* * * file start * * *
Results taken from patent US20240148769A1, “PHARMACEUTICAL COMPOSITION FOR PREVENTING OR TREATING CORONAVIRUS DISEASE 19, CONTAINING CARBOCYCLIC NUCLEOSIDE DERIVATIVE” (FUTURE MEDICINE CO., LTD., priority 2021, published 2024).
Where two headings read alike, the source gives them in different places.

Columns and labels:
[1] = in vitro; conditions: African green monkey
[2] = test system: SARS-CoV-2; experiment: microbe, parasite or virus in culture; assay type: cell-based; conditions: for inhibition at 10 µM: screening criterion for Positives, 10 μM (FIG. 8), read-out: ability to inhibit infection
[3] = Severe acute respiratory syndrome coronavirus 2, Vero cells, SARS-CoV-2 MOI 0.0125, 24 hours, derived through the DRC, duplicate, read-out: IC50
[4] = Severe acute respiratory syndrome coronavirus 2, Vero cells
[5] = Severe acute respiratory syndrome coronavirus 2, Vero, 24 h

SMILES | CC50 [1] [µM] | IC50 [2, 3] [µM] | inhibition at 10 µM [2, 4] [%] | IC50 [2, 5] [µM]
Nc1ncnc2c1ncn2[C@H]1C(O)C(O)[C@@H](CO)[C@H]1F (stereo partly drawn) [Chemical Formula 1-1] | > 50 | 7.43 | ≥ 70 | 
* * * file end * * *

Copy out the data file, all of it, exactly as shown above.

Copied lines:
Results taken from patent US20240148769A1, “PHARMACEUTICAL COMPOSITION FOR PREVENTING OR TREATING CORONAVIRUS DISEASE 19, CONTAINING CARBOCYCLIC NUCLEOSIDE DERIVATIVE” (FUTURE MEDICINE CO., LTD., priority 2021, published 2024).
Where two headings read alike, the source gives them in different places.

Columns and labels:
[1] = in vitro; conditions: African green monkey
[2] = test system: SARS-CoV-2; experiment: microbe, parasite or virus in culture; assay type: cell-based; conditions: for inhibition at 10 µM: screening criterion for Positives, 10 μM (FIG. 8), read-out: ability to inhibit infection
[3] = Severe acute respiratory syndrome coronavirus 2, Vero cells, SARS-CoV-2 MOI 0.0125, 24 hours, derived through the DRC, duplicate, read-out: IC50
[4] = Severe acute respiratory syndrome coronavirus 2, Vero cells
[5] = Severe acute respiratory syndrome coronavirus 2, Vero, 24 h

SMILES | CC50 [1] [µM] | IC50 [2, 3] [µM] | inhibition at 10 µM [2, 4] [%] | IC50 [2, 5] [µM]
Nc1ncnc2c1ncn2[C@H]1C(O)C(O)[C@@H](CO)[C@H]1F (stereo partly drawn) [Chemical Formula 1-1] | > 50 | 7.43 | ≥ 70 | 